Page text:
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August 6, 2015 at 3:57 am #16892
I gave this post a lot of thought before replying.
We did Glorantha back in the RQ2 days, with significant adventures coming after the shift to RQ3. The hard core realistic rules, particularly the combat, skills, and learning was an amazing juxtaposition with the almost mind-bogglingly mythic scale (somewhere above epic) of the setting. We loved it.
But the published source material is very typically — you encounter a war/hunting party. Most of the group are fairly ordinary but there is normally one, sometimes two Rune level threats. It always seemed that to use the published material the players were almost forced to quickly ascend to Rune status themselves. Given time, we too wound up with a very high powered campaign with the players making direct, personal contributions to the Hero Wars.
Nothing wrong with this, exactly, but it was at times tough to keep the players out of “too much” trouble, or to explain that not every group of Lunar soldiers had a Rune Lord with them. The power curve was all over the place, and the unevenness of it pushed the players to get better — and fast. And that normally culminated with characters with multiple uses of Shield 4, Truesword, Sever Spririt, bucketloads of stored PoW, and so on.
After looking over RQ6, it is incredibly clear that a direct and easy path to all of this has been taken away. And honestly that’s a good thing imo. Want to fight one on one with Beastmen all day? Might want to look into some Heroquests, or get the fabled item of “red cloak of dodging” or such. The base RQ6 characters are actually a bit more powerful than the base RQ2 characters. Rune magic right off the bat, stored PoW from sacrifices right off the bat to power it–well once or twice anyway, and the incoming damage has been toned down so that it isn’t always “the Wyrm hits you on the arm for 1d6 claw damage + 10d6 strength bonus. Talk about making a mockery out of armor! When you combine that with skills over 100% it just got carried away far too quickly.
But the RQ6 neophyte doesn’t face that. Even a troll enemy may only have 1d4 strength bonus with a d6 club. If the Troll has a PC-like skill of say 60% with cultural weapons, and not too much armor, and not too much magic, then it is a reasonable foe. I recently had 2 PC’s get dropped by a Troll just like that, so it isn’t a gimmie either.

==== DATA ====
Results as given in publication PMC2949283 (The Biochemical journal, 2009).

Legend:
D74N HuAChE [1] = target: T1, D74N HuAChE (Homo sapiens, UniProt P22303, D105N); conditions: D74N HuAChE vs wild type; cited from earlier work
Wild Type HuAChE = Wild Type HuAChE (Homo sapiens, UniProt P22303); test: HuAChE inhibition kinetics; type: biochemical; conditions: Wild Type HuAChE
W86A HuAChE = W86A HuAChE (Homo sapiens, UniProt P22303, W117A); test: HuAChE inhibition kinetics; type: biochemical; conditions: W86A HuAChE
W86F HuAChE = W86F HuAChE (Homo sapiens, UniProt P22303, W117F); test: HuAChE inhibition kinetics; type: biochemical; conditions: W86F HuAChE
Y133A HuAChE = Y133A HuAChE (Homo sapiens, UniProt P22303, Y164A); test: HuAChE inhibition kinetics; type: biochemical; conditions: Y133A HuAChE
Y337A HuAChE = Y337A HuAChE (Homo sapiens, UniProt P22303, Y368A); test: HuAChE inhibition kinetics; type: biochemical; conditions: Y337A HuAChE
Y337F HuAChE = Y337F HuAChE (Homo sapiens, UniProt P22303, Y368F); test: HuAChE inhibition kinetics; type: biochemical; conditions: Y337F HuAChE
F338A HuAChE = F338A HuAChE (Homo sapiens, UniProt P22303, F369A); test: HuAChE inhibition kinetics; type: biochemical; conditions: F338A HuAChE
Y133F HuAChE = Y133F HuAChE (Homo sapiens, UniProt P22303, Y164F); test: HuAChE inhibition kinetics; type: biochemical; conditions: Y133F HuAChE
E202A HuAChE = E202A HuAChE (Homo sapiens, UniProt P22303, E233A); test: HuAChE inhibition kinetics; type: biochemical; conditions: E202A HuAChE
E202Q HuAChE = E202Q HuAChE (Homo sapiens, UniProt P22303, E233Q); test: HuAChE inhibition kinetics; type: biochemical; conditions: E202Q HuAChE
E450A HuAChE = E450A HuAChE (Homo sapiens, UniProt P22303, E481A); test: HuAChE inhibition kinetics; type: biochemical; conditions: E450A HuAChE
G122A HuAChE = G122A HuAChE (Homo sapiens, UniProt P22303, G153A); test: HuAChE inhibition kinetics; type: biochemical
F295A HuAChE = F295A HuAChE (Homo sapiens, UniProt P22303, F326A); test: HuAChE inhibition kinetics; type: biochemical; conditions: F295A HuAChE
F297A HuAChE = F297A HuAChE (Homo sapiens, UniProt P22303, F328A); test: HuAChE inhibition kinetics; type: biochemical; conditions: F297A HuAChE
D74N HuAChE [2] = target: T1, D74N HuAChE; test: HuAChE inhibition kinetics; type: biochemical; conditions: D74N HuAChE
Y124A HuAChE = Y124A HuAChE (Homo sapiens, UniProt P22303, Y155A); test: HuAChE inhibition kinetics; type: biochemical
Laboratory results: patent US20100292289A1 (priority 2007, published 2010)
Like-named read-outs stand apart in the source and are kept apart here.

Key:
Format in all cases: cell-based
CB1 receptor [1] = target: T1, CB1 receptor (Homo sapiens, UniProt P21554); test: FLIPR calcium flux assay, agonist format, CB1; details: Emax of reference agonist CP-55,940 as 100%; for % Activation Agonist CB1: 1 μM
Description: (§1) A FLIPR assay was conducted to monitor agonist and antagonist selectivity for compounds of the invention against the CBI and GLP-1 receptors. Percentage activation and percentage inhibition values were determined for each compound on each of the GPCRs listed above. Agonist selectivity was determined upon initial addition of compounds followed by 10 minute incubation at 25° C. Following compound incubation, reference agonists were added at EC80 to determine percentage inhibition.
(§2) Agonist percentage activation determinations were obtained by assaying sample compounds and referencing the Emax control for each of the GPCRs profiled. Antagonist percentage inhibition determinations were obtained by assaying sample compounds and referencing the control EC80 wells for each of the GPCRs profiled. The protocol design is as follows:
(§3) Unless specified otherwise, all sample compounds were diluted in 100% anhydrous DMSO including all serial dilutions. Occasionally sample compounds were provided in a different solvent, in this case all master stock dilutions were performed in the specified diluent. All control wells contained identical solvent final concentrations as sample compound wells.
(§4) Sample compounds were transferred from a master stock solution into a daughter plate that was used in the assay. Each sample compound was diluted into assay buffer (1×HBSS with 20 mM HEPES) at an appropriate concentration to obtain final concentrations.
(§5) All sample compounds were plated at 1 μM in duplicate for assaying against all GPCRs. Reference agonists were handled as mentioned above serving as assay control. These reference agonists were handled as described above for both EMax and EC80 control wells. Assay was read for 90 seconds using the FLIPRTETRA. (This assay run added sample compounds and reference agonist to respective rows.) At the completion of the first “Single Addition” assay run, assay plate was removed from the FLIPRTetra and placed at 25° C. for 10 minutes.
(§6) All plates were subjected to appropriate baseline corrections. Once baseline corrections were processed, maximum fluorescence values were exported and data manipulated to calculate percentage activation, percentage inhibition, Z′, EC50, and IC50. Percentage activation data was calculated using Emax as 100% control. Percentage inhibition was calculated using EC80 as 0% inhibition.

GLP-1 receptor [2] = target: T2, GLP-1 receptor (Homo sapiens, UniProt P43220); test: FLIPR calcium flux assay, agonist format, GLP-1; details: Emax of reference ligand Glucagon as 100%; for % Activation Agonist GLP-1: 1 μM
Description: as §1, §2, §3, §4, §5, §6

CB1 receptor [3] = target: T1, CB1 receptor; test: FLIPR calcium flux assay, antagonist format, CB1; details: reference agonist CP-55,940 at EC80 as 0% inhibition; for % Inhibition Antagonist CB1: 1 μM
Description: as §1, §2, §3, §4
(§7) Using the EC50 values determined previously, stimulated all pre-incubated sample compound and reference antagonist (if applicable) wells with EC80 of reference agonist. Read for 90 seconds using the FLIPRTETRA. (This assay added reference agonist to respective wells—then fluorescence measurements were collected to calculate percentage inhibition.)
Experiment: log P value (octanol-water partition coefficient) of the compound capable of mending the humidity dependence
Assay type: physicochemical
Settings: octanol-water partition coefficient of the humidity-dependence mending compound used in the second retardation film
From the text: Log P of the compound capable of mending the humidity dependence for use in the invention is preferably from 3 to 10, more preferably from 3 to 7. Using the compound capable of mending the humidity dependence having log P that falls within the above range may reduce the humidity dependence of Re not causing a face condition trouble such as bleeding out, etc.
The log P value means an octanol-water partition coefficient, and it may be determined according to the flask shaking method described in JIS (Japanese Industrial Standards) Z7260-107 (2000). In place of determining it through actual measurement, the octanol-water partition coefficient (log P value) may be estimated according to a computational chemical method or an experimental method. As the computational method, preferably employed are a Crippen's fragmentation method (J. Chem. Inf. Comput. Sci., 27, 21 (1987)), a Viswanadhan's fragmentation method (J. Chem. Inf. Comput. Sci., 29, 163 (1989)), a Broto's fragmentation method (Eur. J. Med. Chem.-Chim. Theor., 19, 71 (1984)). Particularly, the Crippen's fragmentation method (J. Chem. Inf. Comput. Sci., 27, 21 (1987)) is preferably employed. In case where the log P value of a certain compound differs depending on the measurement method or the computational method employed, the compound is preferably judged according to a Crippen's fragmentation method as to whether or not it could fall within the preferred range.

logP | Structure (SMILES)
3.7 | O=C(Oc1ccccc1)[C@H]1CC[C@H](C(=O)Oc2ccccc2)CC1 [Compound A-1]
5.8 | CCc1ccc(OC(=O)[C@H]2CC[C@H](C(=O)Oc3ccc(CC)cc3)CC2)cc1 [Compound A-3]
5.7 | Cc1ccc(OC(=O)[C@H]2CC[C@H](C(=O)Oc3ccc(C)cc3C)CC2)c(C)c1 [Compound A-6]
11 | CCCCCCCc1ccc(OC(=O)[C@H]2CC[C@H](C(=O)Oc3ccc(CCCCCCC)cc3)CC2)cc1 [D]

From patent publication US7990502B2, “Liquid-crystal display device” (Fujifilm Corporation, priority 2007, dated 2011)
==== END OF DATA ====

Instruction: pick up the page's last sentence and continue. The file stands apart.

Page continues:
That opens up the chance for a more level gaming universe, in terms of power. You work your way up the ladder with skills, magic, and equipment. But not enough that it can’t trump role-playing power such as status in the tribe, allies that you can make, or glory from deeds won.
You can’t take on the Crimson bat in RQ6. You simply can’t get the tools like you could in the 80’s. Well, not without the “go outside the rules” Heroquest style option.
But this also, I like. If the players feel pressure to “power up” due to external threats on the horizon, then that’s the time they can give Heroquesting a go — and then get the rules-breaking power that puts them on the path to greatness in the Hero Wars. In the meantime though, you are free to have a nice base universe where Rune Priests are not common as their Initiate followers, and 130+ weapon skills are not trivially handed out to man and beast alike.
So basically I think RQ6 gives the better run at the low and medium end of the power curve, the potential to jump up without finding every artifact in the Plunder book, and ultimately will require a Pendragon style solution to problems like Crimson Bat. But this is far preferable to me as a GM than a game universe that has mechanics that push the players into becoming mini-Harrek’s. That should be extraordinarily difficult to accomplish, even if allowed. It shouldn’t be simply the realization that one has 20+ Runespells of the right variety, full iron gear, and 200+ points of stored pow, so why the heck not beat up the bat. That’s my opinion, anyway. The game mechanics do make the higher end play a bit trickier it looks like — the players may have to resort to Arkati-like tactics…… 🙂